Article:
374        Base64 or quoted-printable) header strings.  In addition, there is a
375        75-character length limit on any given encoded header field, so
376        line-wrapping must be performed, even with double-byte character sets.
377
378        This method will do its best to convert the string to the correct
379        character set used in email, and encode and line wrap it safely with
380        the appropriate scheme for that character set.
381
382        If the given charset is not known or an error occurs during
383        conversion, this function will return the header untouched.
384
385        Optional splitchars is a string containing characters to split long
386        ASCII lines on, in rough support of RFC 2822's `highest level
387        syntactic breaks'.  This doesn't affect RFC 2047 encoded lines.
388        """
389        newchunks = []
390        maxlinelen = self._firstlinelen
391        lastlen = 0
392        for s, charset in self._chunks:
393            # The first bit of the next chunk should be just long enough to
394            # fill the next line.  Don't forget the space separating the
395            # encoded words.
396            targetlen = maxlinelen - lastlen - 1
397            if targetlen < charset.encoded_header_len(''):
398                # Stick it on the next line
399                targetlen = maxlinelen
400            newchunks += self._split(s, charset, targetlen, splitchars)
401            lastchunk, lastcharset = newchunks[-1]
402            lastlen = lastcharset.encoded_header_len(lastchunk)
403        return self._encode_chunks(newchunks, maxlinelen)
404
405
406
407def _split_ascii(s, firstlen, restlen, continuation_ws, splitchars):
408    lines = []
409    maxlen = firstlen
410    for line in s.splitlines():
411        # Ignore any leading whitespace (i.e. continuation whitespace) already
412        # on the line, since we'll be adding our own.
413        line = line.lstrip()
414        if len(line) < maxlen:
415            lines.append(line)
416            maxlen = restlen
417            continue
418        # Attempt to split the line at the highest-level syntactic break
419        # possible.  Note that we don't have a lot of smarts about field
420        # syntax; we just try to break on semi-colons, then commas, then
421        # whitespace.
422        for ch in splitchars:
423            if ch in line:
424                break
425        else:
426            # There's nothing useful to split the line on, not even spaces, so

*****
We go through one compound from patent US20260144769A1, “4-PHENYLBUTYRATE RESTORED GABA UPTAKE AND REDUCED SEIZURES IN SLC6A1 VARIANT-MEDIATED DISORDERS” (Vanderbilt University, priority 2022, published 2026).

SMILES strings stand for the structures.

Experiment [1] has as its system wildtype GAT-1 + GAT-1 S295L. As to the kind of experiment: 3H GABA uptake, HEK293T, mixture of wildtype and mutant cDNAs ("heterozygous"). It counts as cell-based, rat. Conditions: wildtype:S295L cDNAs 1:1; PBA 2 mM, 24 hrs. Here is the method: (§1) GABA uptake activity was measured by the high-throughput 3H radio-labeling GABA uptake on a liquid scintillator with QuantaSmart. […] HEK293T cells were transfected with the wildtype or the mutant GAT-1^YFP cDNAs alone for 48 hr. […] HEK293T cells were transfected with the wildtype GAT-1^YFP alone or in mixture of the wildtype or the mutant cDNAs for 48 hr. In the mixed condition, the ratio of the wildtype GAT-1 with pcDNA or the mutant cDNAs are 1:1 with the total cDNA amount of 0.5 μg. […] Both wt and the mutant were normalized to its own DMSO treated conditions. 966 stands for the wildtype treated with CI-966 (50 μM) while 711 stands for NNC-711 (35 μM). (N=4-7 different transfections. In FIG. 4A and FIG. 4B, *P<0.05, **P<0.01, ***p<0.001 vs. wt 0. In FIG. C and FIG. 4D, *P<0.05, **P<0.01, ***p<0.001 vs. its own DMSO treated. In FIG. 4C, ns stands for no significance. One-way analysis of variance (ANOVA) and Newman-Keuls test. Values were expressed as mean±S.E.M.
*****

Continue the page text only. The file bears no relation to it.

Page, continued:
427            # just append this line unchanged
428            lines.append(line)
429            maxlen = restlen
430            continue
431        # Now split the line on the character plus trailing whitespace
432        cre = re.compile(r'%s\s*' % ch)
433        if ch in ';,':
434            eol = ch
435        else:
436            eol = ''
437        joiner = eol + ' '
438        joinlen = len(joiner)
439        wslen = len(continuation_ws.replace('\t', SPACE8))
440        this = []
441        linelen = 0
442        for part in cre.split(line):
443            curlen = linelen + max(0, len(this)-1) * joinlen
444            partlen = len(part)
445            onfirstline = not lines
446            # We don't want to split after the field name, if we're on the
447            # first line and the field name is present in the header string.
448            if ch == ' ' and onfirstline and \
449                   len(this) == 1 and fcre.match(this[0]):
450                this.append(part)
451                linelen += partlen
452            elif curlen + partlen > maxlen:
453                if this:
454                    lines.append(joiner.join(this) + eol)
455                # If this part is longer than maxlen and we aren't already
456                # splitting on whitespace, try to recursively split this line
457                # on whitespace.
458                if partlen > maxlen and ch != ' ':
459                    subl = _split_ascii(part, maxlen, restlen,
460                                        continuation_ws, ' ')
461                    lines.extend(subl[:-1])
462                    this = [subl[-1]]
463                else:
464                    this = [part]
465                linelen = wslen + len(this[-1])
466                maxlen = restlen
467            else:
468                this.append(part)
469                linelen += partlen
470        # Put any left over parts on a line by themselves
471        if this:
472            lines.append(joiner.join(this))
473    return lines
474
475
476
477def _binsplit(splittable, charset, maxlinelen):
478    i = 0
479    j = len(splittable)
480    while i < j:
481        # Invariants:
482        # 1. splittable[:k] fits for all k <= i (note that we *assume*,
483        #    at the start, that splittable[:0] fits).
484        # 2. splittable[:k] does not fit for any k > j (at the start,
485        #    this means we shouldn't look at any k > len(splittable)).
486        # 3. We don't know about splittable[:k] for k in i+1..j.
487        # 4. We want to set i to the largest k that fits, with i <= k <= j.
488        #
489        m = (i+j+1) >> 1  # ceiling((i+j)/2); i < m <= j
490        chunk = charset.from_splittable(splittable[:m], True)
491        chunklen = charset.encoded_header_len(chunk)
492        if chunklen <= maxlinelen:
493            # m is acceptable, so is a new lower bound.
494            i = m
495        else:
496            # m is not acceptable, so final i must be < m.
497            j = m - 1
498    # i == j.  Invariant #1 implies that splittable[:i] fits, and
499    # invariant #2 implies that splittable[:i+1] does not fit, so i
500    # is what we're looking for.
501    first = charset.from_splittable(splittable[:i], False)
502    last  = charset.from_splittable(splittable[i:], False)
503    return first, last